Is Place-Based Media The Next Mobile?
Place-based media is ubiquitous. You see it in health clubs, food courts, airports, gas stations and many other out-of-home locations across the country. But according to agency executives, the challenges to growing ad sales revenue for the sector are numerous.
Among them: It's not a core media for most marketers, ROI metrics are lacking and clients just don't care that much about it. On the flip side, the potential for place-based media would seem great as a complementary media -- particularly for location-focused marketers and those looking to grab the attention of specific, harder-to-reach audiences like C-level executives in the elevator on their way to the office in the morning.
Those were some of the top-line thoughts from a panel of media agency executives speaking at the Digital Placed-based Advertising Association conference in New York Tuesday.
Kris Magel, head of national broadcast at Interpublic Group's Initiative, said he believes there is a lot of “inherent value” in place-based media. It is “a large complementary source of video impressions,” he said. And it's a source he has urged his clients to take advantage of -- although many of those clients resist doing so. “I'm seeing a lot of great product not being bought,” he said. “CMOs are not asking where the hell is my placed-based media,” he added, as they are with other media like social, mobile and specific shows on network TV like "Mad Men."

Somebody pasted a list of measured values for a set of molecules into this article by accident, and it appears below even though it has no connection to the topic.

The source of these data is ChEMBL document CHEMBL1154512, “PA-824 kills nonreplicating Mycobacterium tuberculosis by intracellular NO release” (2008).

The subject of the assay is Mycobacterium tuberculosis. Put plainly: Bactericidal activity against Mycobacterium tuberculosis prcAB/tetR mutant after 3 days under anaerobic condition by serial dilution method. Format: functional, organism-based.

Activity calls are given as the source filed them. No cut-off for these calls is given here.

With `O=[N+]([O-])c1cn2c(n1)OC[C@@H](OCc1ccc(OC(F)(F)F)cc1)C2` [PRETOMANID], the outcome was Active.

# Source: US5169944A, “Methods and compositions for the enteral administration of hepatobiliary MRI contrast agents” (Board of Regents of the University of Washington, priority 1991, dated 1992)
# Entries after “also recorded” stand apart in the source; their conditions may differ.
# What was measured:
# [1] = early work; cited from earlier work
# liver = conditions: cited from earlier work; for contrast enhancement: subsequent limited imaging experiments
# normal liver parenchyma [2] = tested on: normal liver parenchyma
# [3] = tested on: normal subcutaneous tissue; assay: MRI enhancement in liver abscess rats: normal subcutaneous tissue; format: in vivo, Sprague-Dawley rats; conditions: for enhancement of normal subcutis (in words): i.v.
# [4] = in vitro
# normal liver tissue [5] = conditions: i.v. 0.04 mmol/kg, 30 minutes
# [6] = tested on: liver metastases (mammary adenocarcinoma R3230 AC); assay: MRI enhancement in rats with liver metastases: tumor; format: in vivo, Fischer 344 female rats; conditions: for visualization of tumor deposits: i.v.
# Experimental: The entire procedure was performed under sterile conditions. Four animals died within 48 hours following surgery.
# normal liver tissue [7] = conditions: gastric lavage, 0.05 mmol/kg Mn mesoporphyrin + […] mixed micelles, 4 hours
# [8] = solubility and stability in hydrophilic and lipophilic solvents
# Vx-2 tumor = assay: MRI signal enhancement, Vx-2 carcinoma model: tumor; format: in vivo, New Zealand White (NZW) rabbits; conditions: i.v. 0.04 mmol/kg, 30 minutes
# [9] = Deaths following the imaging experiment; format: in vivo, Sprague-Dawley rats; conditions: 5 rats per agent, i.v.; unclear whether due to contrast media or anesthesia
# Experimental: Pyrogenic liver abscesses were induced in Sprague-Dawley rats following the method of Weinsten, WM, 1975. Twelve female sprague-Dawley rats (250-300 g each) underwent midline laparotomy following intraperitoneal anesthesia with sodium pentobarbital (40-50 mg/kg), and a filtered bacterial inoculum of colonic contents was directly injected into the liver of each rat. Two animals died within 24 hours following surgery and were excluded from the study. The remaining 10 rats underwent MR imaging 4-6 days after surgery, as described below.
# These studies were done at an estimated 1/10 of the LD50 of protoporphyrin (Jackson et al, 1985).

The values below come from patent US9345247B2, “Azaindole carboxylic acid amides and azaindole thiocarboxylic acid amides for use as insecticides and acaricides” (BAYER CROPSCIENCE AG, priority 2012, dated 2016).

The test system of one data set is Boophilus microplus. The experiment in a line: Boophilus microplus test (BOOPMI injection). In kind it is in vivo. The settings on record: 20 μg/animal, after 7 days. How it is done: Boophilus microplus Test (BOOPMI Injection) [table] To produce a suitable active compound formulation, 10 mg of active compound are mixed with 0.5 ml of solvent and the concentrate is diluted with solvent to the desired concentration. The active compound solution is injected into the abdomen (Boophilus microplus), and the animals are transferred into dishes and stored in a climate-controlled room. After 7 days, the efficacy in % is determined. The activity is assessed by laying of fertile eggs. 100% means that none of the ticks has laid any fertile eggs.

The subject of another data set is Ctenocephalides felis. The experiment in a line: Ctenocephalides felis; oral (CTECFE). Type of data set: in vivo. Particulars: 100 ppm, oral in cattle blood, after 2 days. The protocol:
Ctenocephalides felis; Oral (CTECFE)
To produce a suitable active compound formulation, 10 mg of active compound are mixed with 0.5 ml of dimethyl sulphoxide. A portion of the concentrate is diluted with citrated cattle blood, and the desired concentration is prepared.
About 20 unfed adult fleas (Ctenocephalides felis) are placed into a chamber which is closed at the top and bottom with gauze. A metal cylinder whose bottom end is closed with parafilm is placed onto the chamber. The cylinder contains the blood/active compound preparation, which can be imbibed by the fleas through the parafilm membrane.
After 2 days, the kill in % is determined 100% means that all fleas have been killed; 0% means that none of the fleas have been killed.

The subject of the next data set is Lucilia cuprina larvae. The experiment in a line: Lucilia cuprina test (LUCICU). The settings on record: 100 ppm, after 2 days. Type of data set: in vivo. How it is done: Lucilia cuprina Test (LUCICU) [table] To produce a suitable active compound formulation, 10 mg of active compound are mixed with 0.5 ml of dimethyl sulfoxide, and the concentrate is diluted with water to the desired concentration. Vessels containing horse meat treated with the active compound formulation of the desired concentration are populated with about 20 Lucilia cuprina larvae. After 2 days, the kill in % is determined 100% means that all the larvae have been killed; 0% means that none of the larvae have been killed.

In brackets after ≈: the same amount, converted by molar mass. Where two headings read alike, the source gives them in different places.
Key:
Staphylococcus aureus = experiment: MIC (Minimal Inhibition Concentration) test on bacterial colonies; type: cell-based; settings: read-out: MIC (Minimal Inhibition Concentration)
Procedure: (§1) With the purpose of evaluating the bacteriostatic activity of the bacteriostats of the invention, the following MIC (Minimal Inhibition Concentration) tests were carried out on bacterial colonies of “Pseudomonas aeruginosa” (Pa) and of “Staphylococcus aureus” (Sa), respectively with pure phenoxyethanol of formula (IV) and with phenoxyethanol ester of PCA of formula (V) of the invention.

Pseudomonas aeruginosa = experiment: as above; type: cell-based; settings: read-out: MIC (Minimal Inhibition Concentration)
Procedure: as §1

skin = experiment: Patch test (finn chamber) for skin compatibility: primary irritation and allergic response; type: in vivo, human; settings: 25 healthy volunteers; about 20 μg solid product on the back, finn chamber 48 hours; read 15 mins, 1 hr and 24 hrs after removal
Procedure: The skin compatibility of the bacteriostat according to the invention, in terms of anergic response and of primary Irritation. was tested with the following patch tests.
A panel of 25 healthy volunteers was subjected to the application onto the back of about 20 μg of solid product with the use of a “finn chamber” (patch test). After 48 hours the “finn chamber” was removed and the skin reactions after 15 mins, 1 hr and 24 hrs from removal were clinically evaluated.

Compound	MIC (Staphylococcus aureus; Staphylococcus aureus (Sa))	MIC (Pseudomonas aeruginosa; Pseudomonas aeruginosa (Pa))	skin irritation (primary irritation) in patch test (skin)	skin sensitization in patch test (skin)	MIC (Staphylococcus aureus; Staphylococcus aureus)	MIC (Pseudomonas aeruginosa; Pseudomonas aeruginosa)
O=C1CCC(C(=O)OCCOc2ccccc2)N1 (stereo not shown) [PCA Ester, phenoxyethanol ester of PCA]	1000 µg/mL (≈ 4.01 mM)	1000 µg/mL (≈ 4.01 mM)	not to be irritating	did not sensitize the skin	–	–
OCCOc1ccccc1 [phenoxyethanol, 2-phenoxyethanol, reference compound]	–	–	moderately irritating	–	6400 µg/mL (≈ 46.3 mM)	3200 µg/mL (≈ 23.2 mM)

Barry Lowenthal, president of The Media Kitchen, an MDC Partners unit, said a key obstacle to the media’s growth is that “it's not a core part of anyone's plan. “It's nice to have,” he said, “but it's easy to cut.” He likened placed-based media to the position mobile was in a few years ago. But now for many marketers, “mobile is more and more core.” However, Lowenthal said, he doesn't foresee that happening with place-based media in the near term.
It's also not the easiest media in the world to buy. That would be TV, which is nearly “frictionless,” said David Cohen, chief media officer at IPG's UM. He said that placed-based should play to its built-in advantage of being location-focused, which an increasing number of CPG and retail marketers are putting resources toward.
Place-based media is potentially more scalable -- industry players could collaborate on larger joint deals and pitch reach and awareness. But Lowenthal said the media offers a more tactical approach for most clients. “If a client talks about reaching C-level executives as they go up in elevators in the morning or commuters, then we'll lean into it,” he said.
There was consensus on the panel that not all video impressions are equal. Cohen said his agency's research shows that “dollar for dollar” online impressions are “more productive” at achieving client goals such as brand awareness, attitude and intent to purchase.
Lyle Schwartz, head of research and analytics at WPP's GroupM, said that each channel has its owned strengths and weaknesses that must be considered in the planning process. TV, he noted, offers the best viewing experience with its big screens -- but the flip side is it is “sedentary.” Out-of-home has the advantage of “proximity to purchase,” he said.
But all channels, said Schwartz, “have to be valued on what the client wants to do, where, when and how.”